Hyderabad, 13th December 2023..The two-day BioAgri 2023, the biggest Bio Agri Solutions Conference & Expo is to kick off tomorrow in the city at HICC Novotel

It will be inaugurated by Dr T. Janakiram, Vice Chancellor, Dr YSR Horticultural University and Dr Praveen Rao, Former Vice Chancellor of Professor Jayashankar Telangana State Agricultural University (PJTSAU). SK Malhotra, Project Director of the Indian Council of Agricultural Research-Directorate of Knowledge Management in Agriculture (DKMA-ICAR) will deliver the Bio Agri Conference Address.

The theme for Bio Agri 2023 is “BioAg by 2030 – Miles To Go– Billions to Reach”.BIPA International Journal of Biological Agriculture will be launched during the conference. An exhibition will be held along with the conference.

There has been a steady and growing realization that biologicals are here to stay because of all the benefits of using a biological – the increase in biodiversity and soil health and reduction in greenhouse gases and carbon footprint.

It is being organised by the BioAgri Input Producers Association “BIPA” which is registered as a Society, a not-for-profit body with a governing body of seven eminent personalities from the agriculture field.

Some of the topics to be addressed during the two-day conference include Bio-abling the future –India opportunity; Global business opportunities in Biologicals, bio-nutrition; Ag-biologicals: opportunities beyond agriculture, emerging technologies and business opportunities, investment opportunities in India and many others.

Bi0-Ag Solutions is a ‘Sunrise Industry’ and is bound to grow given many advantages such as consumer preference for organic and chemical-free food; the need to prevent soil and water depletion caused by climate change and chemical usage and many others.

The Government’s emphasis on “Natural Farming”, has inevitably boosted the usage of various BioAg inputs, generating great interest amongst the national farming community.

The corporations are realizing that for sustainable agriculture and to mitigate the rising climatic deviations, excess usage of chemical fertilizers affecting soil conditions has only forced them to expand towards the biological sector.

As a whole, agriculture is moving towards biological agriculture due to climate resilience and the ill effects of chemical-based farming practices.

India has massive potential as a sourcing hub for biologicals.

Consider that the organic food segment in India is expected to grow at a CAGR of 10% during 2015-25, and is estimated to reach INR 75,000 crores (US$ 10.73 billion) by 2025 from INR 2,700 crores (US$ 386.32 million) in 2015.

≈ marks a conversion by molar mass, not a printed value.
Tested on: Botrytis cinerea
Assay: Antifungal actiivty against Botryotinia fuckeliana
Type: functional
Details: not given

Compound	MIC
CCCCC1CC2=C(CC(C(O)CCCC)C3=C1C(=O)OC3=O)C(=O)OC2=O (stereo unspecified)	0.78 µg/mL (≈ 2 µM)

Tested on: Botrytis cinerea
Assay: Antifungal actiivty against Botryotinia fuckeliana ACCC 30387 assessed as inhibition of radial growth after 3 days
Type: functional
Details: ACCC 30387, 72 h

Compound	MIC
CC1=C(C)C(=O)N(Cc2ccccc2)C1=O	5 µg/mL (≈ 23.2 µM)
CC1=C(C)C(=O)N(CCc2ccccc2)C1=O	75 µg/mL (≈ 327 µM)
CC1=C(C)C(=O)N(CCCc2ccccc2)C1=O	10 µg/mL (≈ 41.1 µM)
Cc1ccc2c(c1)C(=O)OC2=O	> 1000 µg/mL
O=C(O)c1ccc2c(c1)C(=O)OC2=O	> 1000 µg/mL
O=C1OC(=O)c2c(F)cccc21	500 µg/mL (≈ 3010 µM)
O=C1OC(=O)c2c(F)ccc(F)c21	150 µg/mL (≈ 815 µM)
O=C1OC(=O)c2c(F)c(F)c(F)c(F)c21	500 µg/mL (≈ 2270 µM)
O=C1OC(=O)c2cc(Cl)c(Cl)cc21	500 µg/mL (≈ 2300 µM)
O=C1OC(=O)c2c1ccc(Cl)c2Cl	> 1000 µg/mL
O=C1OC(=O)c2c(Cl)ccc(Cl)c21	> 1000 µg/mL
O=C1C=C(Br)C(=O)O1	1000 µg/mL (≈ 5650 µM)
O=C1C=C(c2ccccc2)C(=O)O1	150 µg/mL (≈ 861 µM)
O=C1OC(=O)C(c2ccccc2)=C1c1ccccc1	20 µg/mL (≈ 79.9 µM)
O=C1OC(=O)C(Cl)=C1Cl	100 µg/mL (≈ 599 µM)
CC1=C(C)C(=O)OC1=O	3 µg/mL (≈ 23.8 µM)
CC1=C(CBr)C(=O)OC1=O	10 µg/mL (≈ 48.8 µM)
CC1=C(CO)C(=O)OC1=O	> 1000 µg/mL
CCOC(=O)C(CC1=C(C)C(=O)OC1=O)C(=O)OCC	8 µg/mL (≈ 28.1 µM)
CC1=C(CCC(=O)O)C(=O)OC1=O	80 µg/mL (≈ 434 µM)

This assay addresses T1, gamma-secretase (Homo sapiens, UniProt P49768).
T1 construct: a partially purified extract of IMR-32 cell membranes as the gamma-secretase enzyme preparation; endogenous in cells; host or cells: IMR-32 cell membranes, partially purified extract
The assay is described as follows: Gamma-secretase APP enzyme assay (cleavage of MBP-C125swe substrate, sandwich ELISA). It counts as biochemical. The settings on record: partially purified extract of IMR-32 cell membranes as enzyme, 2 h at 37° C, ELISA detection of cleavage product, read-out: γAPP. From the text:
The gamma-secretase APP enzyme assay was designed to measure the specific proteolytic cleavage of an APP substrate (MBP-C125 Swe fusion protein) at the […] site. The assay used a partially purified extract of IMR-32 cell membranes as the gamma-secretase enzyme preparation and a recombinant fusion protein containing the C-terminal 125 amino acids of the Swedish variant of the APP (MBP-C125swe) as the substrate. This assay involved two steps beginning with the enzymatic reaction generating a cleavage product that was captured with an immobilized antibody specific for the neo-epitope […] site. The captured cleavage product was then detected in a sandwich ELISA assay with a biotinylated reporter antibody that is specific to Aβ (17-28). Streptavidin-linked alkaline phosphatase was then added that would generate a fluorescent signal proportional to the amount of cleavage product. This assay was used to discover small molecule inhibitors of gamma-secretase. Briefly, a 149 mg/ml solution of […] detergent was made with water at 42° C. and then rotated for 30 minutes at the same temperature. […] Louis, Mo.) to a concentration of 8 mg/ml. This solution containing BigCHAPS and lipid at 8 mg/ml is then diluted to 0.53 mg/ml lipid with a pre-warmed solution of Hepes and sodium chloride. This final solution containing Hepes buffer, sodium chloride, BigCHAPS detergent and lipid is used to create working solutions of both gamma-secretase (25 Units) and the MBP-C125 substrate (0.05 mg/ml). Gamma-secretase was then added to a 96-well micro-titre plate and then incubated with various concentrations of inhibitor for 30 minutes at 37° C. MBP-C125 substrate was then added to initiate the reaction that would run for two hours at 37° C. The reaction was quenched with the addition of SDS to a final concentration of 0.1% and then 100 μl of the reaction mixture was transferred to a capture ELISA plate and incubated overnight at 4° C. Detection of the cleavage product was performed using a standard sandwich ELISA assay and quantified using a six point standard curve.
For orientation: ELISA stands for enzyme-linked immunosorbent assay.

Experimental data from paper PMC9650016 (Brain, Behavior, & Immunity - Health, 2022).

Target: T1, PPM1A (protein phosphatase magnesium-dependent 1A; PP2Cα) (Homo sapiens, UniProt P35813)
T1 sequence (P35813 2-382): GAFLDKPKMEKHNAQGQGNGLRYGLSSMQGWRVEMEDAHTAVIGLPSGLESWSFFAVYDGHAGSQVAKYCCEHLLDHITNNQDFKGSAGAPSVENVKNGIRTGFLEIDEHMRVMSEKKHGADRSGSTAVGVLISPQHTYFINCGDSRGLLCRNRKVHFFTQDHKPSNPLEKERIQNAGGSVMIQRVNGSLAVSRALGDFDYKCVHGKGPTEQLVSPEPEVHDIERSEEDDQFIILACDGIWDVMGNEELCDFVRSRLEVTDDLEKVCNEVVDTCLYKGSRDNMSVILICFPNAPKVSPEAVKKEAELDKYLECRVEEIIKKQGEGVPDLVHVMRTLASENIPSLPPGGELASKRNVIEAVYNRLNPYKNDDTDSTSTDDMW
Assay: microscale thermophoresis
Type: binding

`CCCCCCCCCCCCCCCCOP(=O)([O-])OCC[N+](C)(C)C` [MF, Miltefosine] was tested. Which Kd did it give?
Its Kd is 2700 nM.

According to the Union Ministry of Agriculture and Farmers’ Welfare, 2.78 million hectares of farmland were under organic cultivation as of March 2020. This is 2% of the net sown area in the country. The top state that accounts for the largest area under organic cultivation, Madhya Pradesh, has only around 4.9% of its net sown area under organic farming.

Going forward, adopting food safety and quality assurance mechanisms will help boost BioAg inputs’ usage in agriculture along with digitization and traceability applications.

The biostimulants market is projected to grow at a CAGR of 14.06% during the forecast period to reach US$145.947 million by 2027, from US$58.112 million in 2020. Increased demand for organic food is expected to drive the market for biostimulants in India.

According to the Research Institute of Organic Agriculture (FiBL) and International Federation of Organic Agriculture Movements (IFOAM) Organics International Report 2021, India ranks first in Asia and fifth globally with 23 lakh hectares under organic farming. Moreover, as per a FiBL report from 2021, India expanded the fastest by adding about 3.6 lakh hectares of organic land.

India has around 15,000 certified organic farms, according to the International Fund for Agriculture and Development (IFAD).

Agriculture is a vital organ in India’s economy. Fifty- eight per cent of the nation’s total workforce is engaged either directly in agriculture or allied sector activities. Specifically, this accounts for 18.8% of the country’s Gross Value Added (GVA) and is estimated at INR 19.48 lakh crore (US$ 276.37 billion) in FY20.

India spans a total geographical region of 328.7 million hectares, of which 139.4 million hectares is the reported net sown area. Another 200.2 million hectares is the gross cropped area with a cropping intensity of 143.6%. The net area sown accounts for 42.4% of the total geographical area, with a net irrigated area of 68.6 million hectares.